October 17, 2000.
Judgment, Supreme Court, New York County (George Daniels, J.), rendered May 8, 1996, convicting defendant, after a jury trial, of robbery in the first degree (two counts) and robbery in the second degree, and sentencing him to three concurrent terms of 2 1/2 to 7 1/2 years, and order, same court and Justice, entered on or about August 17, 1999, which denied defendant's motion to vacate the judgment, unanimously affirmed.
Mathew Kleiner, for respondent.
Carl S. Kaplan, for defendant-appellant.
Before: Nardelli, J.P., Ellerin, Wallach, Andrias, Saxe, JJ.
Defendant failed to meet his burden of establishing that an accomplice's statement was admissible as a declaration against penal interest (_see, People v. Settles, 46 N.Y.2d 154, 167). The court correctly concluded that the portion of the statement exculpating defendant, by way of inculpating others, was not against the accomplice' s penal interest because it was an "attempt to significantly minimize his role and to exculpate himself", and that the statement was unreliable.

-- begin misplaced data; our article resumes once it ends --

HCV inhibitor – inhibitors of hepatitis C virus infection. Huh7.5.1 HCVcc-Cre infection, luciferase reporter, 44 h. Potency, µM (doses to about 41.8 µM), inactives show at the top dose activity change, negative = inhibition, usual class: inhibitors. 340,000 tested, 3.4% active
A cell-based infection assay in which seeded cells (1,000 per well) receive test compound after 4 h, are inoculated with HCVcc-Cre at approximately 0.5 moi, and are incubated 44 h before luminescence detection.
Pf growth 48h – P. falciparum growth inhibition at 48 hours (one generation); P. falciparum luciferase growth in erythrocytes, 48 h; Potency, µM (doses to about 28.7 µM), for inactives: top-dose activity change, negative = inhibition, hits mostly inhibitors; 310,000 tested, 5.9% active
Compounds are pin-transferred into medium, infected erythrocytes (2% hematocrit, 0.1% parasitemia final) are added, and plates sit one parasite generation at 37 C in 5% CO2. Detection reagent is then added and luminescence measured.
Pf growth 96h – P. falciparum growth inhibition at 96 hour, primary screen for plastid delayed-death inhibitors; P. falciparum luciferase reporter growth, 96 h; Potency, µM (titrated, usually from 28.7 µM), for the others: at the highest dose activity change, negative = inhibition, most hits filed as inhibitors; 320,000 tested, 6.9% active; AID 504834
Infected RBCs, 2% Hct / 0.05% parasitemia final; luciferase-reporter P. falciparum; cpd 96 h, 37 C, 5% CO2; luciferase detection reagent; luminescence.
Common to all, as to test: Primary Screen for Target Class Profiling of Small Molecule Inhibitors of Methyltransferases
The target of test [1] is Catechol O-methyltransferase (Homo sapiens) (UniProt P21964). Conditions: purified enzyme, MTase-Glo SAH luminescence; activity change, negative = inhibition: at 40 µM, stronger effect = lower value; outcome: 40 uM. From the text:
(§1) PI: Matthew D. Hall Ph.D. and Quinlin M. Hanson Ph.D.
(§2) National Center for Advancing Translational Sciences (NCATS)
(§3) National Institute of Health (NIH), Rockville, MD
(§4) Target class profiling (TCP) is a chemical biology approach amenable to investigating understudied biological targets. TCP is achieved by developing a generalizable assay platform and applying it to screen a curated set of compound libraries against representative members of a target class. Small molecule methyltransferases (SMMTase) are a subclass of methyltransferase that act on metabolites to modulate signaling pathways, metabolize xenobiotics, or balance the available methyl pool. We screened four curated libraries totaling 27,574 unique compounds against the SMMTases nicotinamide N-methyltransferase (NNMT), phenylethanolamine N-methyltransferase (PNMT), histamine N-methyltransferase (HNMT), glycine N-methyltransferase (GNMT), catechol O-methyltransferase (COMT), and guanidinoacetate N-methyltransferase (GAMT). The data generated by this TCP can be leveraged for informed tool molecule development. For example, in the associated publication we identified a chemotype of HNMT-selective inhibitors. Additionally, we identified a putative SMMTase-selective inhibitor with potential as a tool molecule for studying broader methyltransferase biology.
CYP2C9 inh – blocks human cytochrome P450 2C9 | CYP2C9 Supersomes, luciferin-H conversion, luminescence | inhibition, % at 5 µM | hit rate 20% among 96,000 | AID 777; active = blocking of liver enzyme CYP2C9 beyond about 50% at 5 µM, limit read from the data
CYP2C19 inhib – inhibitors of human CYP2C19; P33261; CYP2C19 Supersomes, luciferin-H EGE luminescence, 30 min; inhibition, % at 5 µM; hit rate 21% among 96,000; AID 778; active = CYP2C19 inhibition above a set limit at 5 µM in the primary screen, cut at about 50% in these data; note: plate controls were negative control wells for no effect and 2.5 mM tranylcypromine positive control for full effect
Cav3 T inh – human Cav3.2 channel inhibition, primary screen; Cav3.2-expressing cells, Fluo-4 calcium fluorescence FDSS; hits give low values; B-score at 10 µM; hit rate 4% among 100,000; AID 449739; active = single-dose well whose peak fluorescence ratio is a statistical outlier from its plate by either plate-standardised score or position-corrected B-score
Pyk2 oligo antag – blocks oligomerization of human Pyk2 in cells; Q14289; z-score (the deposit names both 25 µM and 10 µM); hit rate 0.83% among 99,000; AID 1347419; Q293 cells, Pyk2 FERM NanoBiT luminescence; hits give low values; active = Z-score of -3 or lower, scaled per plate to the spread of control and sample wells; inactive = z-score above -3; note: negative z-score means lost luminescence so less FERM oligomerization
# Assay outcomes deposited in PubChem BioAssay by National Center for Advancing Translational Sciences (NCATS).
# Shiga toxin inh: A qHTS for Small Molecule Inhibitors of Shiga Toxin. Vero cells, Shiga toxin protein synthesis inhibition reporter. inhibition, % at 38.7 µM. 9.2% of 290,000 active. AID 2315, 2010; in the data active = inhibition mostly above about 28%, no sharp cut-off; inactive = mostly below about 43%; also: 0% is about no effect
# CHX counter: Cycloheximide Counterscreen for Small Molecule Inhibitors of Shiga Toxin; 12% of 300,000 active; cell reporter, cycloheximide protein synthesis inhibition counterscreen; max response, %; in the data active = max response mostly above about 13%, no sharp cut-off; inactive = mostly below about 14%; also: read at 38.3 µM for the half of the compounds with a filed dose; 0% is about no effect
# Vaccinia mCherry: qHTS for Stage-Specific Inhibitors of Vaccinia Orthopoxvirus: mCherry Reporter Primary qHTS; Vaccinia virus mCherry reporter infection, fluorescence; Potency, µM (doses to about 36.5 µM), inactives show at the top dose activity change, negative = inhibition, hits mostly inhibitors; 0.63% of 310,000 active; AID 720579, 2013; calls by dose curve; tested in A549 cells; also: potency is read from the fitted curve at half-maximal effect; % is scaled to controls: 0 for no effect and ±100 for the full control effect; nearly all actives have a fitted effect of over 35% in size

Defendant was not deprived of a fair trial by the challenged portions of the People's summation. These remarks were permissible responses to defense counsel's attacks on the credibility of the People's witness (see, People v. Overlee, 236 A.D.2d 134, lv denied 91 N.Y.2d 976; People v. D'Alessandro, 184 A.D.2d 114, 118-119, lv denied 81 N.Y.2d 884). To the extent that the prosecutor's summation may have exceeded the limits of permissible comment, it was harmless in view of the overwhelming evidence of defendant' s guilt (see, People v. Crimmins, 36 N.Y.2d 230).
Defendant's motion to vacate the judgment on the ground of ineffective assistance of counsel was properly denied. Defendant has not established that his trial counsel's failure to move to suppress identification testimony on the ground that it was the product of an unlawful arrest "prejudice[d] the defense or defendant's right to a fair trial" (People v. Benevento, 91 N.Y.2d 708, 714, quoting People v. Hobot, 84 N.Y.2d 1021, 102 4). The record establishes that such a motion would not have been successful. Defendant's arrest was based on probable cause in that he met a very specific description featuring a distinctive facial birthmark.
THIS CONSTITUTES THE DECISION AND ORDER OF SUPREME COURT, APPELLATE DIVISION, FIRST DEPARTMENT.